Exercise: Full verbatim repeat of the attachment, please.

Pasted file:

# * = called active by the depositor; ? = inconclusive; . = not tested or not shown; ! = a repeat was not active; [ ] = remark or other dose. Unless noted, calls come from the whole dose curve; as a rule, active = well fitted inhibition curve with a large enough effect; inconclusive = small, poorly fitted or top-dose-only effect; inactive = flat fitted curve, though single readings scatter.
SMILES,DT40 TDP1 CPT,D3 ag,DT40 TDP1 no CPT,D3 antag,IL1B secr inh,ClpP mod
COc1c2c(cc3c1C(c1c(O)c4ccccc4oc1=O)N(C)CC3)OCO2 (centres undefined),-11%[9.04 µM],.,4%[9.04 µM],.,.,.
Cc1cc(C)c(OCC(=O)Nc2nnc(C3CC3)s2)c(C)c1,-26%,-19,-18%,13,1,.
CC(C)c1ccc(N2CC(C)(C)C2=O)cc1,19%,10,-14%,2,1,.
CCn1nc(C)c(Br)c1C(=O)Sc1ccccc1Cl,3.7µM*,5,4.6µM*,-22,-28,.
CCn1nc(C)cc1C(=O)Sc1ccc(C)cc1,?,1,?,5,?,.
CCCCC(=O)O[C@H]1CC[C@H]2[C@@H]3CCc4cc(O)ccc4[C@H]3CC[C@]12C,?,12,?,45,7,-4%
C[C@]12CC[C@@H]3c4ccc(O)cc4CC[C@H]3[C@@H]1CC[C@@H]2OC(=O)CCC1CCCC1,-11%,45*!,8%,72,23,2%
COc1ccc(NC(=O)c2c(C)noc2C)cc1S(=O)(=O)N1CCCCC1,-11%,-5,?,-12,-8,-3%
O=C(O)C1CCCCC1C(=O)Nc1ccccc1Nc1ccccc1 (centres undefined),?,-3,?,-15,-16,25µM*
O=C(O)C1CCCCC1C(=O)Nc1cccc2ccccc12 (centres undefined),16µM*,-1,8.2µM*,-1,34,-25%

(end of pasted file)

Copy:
# * = called active by the depositor; ? = inconclusive; . = not tested or not shown; ! = a repeat was not active; [ ] = remark or other dose. Unless noted, calls come from the whole dose curve; as a rule, active = well fitted inhibition curve with a large enough effect; inconclusive = small, poorly fitted or top-dose-only effect; inactive = flat fitted curve, though single readings scatter.
SMILES,DT40 TDP1 CPT,D3 ag,DT40 TDP1 no CPT,D3 antag,IL1B secr inh,ClpP mod
COc1c2c(cc3c1C(c1c(O)c4ccccc4oc1=O)N(C)CC3)OCO2 (centres undefined),-11%[9.04 µM],.,4%[9.04 µM],.,.,.
Cc1cc(C)c(OCC(=O)Nc2nnc(C3CC3)s2)c(C)c1,-26%,-19,-18%,13,1,.
CC(C)c1ccc(N2CC(C)(C)C2=O)cc1,19%,10,-14%,2,1,.
CCn1nc(C)c(Br)c1C(=O)Sc1ccccc1Cl,3.7µM*,5,4.6µM*,-22,-28,.
CCn1nc(C)cc1C(=O)Sc1ccc(C)cc1,?,1,?,5,?,.
CCCCC(=O)O[C@H]1CC[C@H]2[C@@H]3CCc4cc(O)ccc4[C@H]3CC[C@]12C,?,12,?,45,7,-4%
C[C@]12CC[C@@H]3c4ccc(O)cc4CC[C@H]3[C@@H]1CC[C@@H]2OC(=O)CCC1CCCC1,-11%,45*!,8%,72,23,2%
COc1ccc(NC(=O)c2c(C)noc2C)cc1S(=O)(=O)N1CCCCC1,-11%,-5,?,-12,-8,-3%
O=C(O)C1CCCCC1C(=O)Nc1ccccc1Nc1ccccc1 (centres undefined),?,-3,?,-15,-16,25µM*
O=C(O)C1CCCCC1C(=O)Nc1cccc2ccccc12 (centres undefined),16µM*,-1,8.2µM*,-1,34,-25%